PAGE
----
Small House of Everything

Small House of Everything

Sunday, September 17, 2017


B-movie screenwriter and director Ib Melchior didn't make it see his one hundredth birthday today but he came close, passing away about two and a half years ago at age 97.  Born and raised in Copenhagen, the son of famous opera tenor and actor Laurentz Melchior, Ib Melchior wrote or co-wrote such films as The Angry Red Planet, The Time Travelers, Robinson Crusoe on Mars, and Retilicus, and contributed to such television shows as The Outer Limits, Men Into Space, and 13 Demon Street.  The classic B-movie Death Race 2000 was based on his 1952 short story "The Racer."  In 1960 Melchior created an outline for a proposed television series; producer Irwin Allen lifted from Melchior's script to create the hit show Lost in Space.  While Melchior never received onscreen credit from Allen for his idea, he was hired as a consultant for the 1998 Lost in Space film and was eventually paid $90,000 (in lieu of 2% of the films gross).  In 1963, as a "gimmick" story for the science fiction magazine Gamma, Melchior used a number of lines from Shakespeare to create a Sf story, "Here's Sport Indeed!" -- making him probably the only author to co-write a SF magazine story with the Bard of Avon.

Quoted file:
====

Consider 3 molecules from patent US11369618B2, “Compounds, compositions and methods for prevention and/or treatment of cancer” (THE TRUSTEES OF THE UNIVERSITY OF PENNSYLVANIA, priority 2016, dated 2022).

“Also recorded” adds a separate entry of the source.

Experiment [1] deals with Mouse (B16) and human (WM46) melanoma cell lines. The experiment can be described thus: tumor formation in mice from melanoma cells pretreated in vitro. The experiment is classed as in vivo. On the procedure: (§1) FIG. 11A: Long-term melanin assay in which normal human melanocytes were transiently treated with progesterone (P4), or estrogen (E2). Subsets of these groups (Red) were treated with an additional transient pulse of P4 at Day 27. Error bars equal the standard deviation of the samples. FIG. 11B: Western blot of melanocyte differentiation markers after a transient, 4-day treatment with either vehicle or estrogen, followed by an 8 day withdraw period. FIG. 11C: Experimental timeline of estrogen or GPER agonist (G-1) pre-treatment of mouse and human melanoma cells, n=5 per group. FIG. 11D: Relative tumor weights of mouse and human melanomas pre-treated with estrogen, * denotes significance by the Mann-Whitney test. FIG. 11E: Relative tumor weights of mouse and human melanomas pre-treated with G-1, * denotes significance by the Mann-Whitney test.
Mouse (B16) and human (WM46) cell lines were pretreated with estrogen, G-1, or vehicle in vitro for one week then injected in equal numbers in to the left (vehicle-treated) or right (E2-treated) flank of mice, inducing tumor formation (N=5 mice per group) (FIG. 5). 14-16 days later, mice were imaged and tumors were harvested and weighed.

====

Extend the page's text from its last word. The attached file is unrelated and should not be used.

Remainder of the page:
Science fiction was just a part of Ib Melchior's life.  A decorated war hero, he served in the Army's Counterintelligence Corps, helped liberate the Flossenburg concentration camp, participated in the discovery of stolen gold and art at the Merkers-Kieselbach Cavern, and aided in the capture of a German Werwolf unit.  In addition to receiving the Bronze Star from the U.S. Army, Melchior was also dubbed Knight Commander of the Militant order of Saint Bridget of Sweden.

In 1976, the Academy of Science Fiction, Fantasy and Horror Films gave him its Golden Scroll Award of Merit for Lifetime Achievement.

He won the 1982 Hamlet Award for best playwriting from the Shakespeare Society of America.

Melchior was never a major influence in science fiction, but he provided me and others of my generation many hours of entertainment.  So, thank you, Ib Melchior, and rest in peace.

To celebrate his centennial, here's a clip from 9 Lives in 90 Years:  The Ib Melchior Story:

No comments:

Post a Comment